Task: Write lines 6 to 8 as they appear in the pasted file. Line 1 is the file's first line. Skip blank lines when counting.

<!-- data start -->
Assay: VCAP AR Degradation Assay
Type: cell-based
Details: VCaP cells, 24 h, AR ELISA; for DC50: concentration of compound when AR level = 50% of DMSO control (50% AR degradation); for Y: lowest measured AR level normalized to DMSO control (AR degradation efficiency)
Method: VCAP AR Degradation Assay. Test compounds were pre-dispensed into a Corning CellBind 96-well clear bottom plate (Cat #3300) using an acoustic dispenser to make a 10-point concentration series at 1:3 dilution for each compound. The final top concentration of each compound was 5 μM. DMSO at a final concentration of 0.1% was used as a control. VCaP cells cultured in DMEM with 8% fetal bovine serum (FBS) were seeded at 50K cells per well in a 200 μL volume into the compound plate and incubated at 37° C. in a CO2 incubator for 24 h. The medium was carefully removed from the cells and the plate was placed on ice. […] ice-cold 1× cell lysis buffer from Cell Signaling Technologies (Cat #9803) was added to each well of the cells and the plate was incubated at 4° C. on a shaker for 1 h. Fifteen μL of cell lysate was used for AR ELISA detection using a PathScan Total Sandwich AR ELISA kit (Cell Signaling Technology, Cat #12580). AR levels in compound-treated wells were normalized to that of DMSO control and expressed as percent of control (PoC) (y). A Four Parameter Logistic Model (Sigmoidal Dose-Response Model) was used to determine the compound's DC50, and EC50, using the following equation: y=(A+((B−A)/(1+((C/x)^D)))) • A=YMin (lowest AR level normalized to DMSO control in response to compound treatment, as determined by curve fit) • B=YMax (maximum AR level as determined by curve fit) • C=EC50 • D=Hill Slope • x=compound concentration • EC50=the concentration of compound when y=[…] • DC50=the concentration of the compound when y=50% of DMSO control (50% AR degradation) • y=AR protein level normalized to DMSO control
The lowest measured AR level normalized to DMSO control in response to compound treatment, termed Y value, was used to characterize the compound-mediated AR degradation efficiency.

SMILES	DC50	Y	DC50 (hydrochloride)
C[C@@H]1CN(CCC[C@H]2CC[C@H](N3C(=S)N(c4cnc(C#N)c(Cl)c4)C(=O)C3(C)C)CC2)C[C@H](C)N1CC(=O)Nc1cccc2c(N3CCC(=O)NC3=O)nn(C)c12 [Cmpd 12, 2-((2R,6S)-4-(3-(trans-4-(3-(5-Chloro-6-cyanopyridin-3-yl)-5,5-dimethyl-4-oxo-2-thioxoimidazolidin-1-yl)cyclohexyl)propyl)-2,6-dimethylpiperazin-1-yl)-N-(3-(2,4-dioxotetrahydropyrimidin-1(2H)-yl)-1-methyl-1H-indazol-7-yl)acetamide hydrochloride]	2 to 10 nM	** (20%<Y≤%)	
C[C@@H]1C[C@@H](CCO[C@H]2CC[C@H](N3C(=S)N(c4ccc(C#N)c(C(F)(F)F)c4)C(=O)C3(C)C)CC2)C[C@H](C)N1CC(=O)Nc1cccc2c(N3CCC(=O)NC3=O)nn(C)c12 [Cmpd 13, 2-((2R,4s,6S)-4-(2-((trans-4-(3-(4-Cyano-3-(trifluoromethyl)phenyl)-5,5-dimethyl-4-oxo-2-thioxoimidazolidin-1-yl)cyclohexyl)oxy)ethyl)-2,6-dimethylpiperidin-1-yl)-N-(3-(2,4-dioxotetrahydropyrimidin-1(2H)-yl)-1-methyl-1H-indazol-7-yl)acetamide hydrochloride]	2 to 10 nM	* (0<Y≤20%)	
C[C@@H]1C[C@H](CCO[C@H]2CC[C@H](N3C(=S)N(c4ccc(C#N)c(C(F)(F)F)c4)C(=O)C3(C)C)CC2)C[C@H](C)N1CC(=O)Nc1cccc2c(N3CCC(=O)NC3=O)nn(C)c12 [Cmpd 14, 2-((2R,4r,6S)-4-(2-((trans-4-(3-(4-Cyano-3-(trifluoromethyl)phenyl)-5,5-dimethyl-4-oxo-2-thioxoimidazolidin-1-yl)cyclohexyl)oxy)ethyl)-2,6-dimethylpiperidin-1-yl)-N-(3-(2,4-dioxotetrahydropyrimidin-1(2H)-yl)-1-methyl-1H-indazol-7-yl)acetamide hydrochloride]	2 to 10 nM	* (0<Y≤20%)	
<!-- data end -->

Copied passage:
SMILES	DC50	Y	DC50 (hydrochloride)
C[C@@H]1CN(CCC[C@H]2CC[C@H](N3C(=S)N(c4cnc(C#N)c(Cl)c4)C(=O)C3(C)C)CC2)C[C@H](C)N1CC(=O)Nc1cccc2c(N3CCC(=O)NC3=O)nn(C)c12 [Cmpd 12, 2-((2R,6S)-4-(3-(trans-4-(3-(5-Chloro-6-cyanopyridin-3-yl)-5,5-dimethyl-4-oxo-2-thioxoimidazolidin-1-yl)cyclohexyl)propyl)-2,6-dimethylpiperazin-1-yl)-N-(3-(2,4-dioxotetrahydropyrimidin-1(2H)-yl)-1-methyl-1H-indazol-7-yl)acetamide hydrochloride]	2 to 10 nM	** (20%<Y≤%)	
C[C@@H]1C[C@@H](CCO[C@H]2CC[C@H](N3C(=S)N(c4ccc(C#N)c(C(F)(F)F)c4)C(=O)C3(C)C)CC2)C[C@H](C)N1CC(=O)Nc1cccc2c(N3CCC(=O)NC3=O)nn(C)c12 [Cmpd 13, 2-((2R,4s,6S)-4-(2-((trans-4-(3-(4-Cyano-3-(trifluoromethyl)phenyl)-5,5-dimethyl-4-oxo-2-thioxoimidazolidin-1-yl)cyclohexyl)oxy)ethyl)-2,6-dimethylpiperidin-1-yl)-N-(3-(2,4-dioxotetrahydropyrimidin-1(2H)-yl)-1-methyl-1H-indazol-7-yl)acetamide hydrochloride]	2 to 10 nM	* (0<Y≤20%)	